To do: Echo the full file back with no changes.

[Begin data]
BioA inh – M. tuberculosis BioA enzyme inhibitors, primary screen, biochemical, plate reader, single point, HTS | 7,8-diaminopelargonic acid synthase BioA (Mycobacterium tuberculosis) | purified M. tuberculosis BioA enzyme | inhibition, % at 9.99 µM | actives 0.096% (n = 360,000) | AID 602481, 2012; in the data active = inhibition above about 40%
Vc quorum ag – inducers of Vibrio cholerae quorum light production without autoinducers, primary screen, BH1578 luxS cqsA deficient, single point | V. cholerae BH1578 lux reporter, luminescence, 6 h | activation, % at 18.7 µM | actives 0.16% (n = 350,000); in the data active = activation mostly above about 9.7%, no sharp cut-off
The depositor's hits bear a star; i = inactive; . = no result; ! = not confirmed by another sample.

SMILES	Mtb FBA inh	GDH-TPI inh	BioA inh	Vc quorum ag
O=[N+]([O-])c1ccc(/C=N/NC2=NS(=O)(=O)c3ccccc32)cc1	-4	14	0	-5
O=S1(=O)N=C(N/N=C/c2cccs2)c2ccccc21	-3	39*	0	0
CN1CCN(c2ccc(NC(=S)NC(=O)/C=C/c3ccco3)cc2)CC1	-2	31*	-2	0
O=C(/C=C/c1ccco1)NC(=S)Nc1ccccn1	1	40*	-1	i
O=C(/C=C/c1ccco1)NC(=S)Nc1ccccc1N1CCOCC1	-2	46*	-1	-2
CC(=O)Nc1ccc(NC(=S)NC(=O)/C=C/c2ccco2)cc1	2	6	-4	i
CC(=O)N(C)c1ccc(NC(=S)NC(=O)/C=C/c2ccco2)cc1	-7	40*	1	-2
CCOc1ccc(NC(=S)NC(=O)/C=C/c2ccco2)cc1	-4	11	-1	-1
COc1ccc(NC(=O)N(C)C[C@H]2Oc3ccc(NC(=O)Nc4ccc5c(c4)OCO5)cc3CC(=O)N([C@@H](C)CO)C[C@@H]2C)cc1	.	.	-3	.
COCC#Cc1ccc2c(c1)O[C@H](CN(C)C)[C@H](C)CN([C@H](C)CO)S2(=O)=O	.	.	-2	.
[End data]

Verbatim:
BioA inh – M. tuberculosis BioA enzyme inhibitors, primary screen, biochemical, plate reader, single point, HTS | 7,8-diaminopelargonic acid synthase BioA (Mycobacterium tuberculosis) | purified M. tuberculosis BioA enzyme | inhibition, % at 9.99 µM | actives 0.096% (n = 360,000) | AID 602481, 2012; in the data active = inhibition above about 40%
Vc quorum ag – inducers of Vibrio cholerae quorum light production without autoinducers, primary screen, BH1578 luxS cqsA deficient, single point | V. cholerae BH1578 lux reporter, luminescence, 6 h | activation, % at 18.7 µM | actives 0.16% (n = 350,000); in the data active = activation mostly above about 9.7%, no sharp cut-off
The depositor's hits bear a star; i = inactive; . = no result; ! = not confirmed by another sample.

SMILES	Mtb FBA inh	GDH-TPI inh	BioA inh	Vc quorum ag
O=[N+]([O-])c1ccc(/C=N/NC2=NS(=O)(=O)c3ccccc32)cc1	-4	14	0	-5
O=S1(=O)N=C(N/N=C/c2cccs2)c2ccccc21	-3	39*	0	0
CN1CCN(c2ccc(NC(=S)NC(=O)/C=C/c3ccco3)cc2)CC1	-2	31*	-2	0
O=C(/C=C/c1ccco1)NC(=S)Nc1ccccn1	1	40*	-1	i
O=C(/C=C/c1ccco1)NC(=S)Nc1ccccc1N1CCOCC1	-2	46*	-1	-2
CC(=O)Nc1ccc(NC(=S)NC(=O)/C=C/c2ccco2)cc1	2	6	-4	i
CC(=O)N(C)c1ccc(NC(=S)NC(=O)/C=C/c2ccco2)cc1	-7	40*	1	-2
CCOc1ccc(NC(=S)NC(=O)/C=C/c2ccco2)cc1	-4	11	-1	-1
COc1ccc(NC(=O)N(C)C[C@H]2Oc3ccc(NC(=O)Nc4ccc5c(c4)OCO5)cc3CC(=O)N([C@@H](C)CO)C[C@@H]2C)cc1	.	.	-3	.
COCC#Cc1ccc2c(c1)O[C@H](CN(C)C)[C@H](C)CN([C@H](C)CO)S2(=O)=O	.	.	-2	.